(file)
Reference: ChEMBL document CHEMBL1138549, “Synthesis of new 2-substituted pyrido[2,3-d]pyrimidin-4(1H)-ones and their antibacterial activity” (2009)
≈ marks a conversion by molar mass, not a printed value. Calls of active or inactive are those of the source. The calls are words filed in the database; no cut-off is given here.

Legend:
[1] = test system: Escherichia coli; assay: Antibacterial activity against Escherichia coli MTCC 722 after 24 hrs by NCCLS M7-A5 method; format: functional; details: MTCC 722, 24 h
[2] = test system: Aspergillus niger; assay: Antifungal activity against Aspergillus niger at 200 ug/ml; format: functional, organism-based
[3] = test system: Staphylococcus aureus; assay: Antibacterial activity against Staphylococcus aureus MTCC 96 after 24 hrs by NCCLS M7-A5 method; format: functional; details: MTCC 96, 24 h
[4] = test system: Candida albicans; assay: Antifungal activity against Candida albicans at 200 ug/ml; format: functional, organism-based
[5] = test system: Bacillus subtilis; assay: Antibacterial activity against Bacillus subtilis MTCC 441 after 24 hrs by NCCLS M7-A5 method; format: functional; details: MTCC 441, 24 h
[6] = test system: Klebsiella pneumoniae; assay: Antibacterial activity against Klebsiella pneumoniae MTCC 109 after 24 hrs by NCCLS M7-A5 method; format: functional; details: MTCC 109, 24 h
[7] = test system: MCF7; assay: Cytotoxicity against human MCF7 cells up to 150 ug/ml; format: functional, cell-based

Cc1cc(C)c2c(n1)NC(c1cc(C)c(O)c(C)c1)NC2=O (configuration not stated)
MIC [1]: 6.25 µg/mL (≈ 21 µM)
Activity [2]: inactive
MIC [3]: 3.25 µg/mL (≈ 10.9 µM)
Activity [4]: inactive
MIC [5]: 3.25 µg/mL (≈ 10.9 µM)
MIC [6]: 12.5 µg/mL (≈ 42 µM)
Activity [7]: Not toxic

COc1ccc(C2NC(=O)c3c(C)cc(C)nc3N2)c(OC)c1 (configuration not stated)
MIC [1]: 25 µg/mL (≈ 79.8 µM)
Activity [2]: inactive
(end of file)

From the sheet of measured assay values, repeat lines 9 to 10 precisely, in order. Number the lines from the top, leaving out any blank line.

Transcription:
[6] = test system: Klebsiella pneumoniae; assay: Antibacterial activity against Klebsiella pneumoniae MTCC 109 after 24 hrs by NCCLS M7-A5 method; format: functional; details: MTCC 109, 24 h
[7] = test system: MCF7; assay: Cytotoxicity against human MCF7 cells up to 150 ug/ml; format: functional, cell-based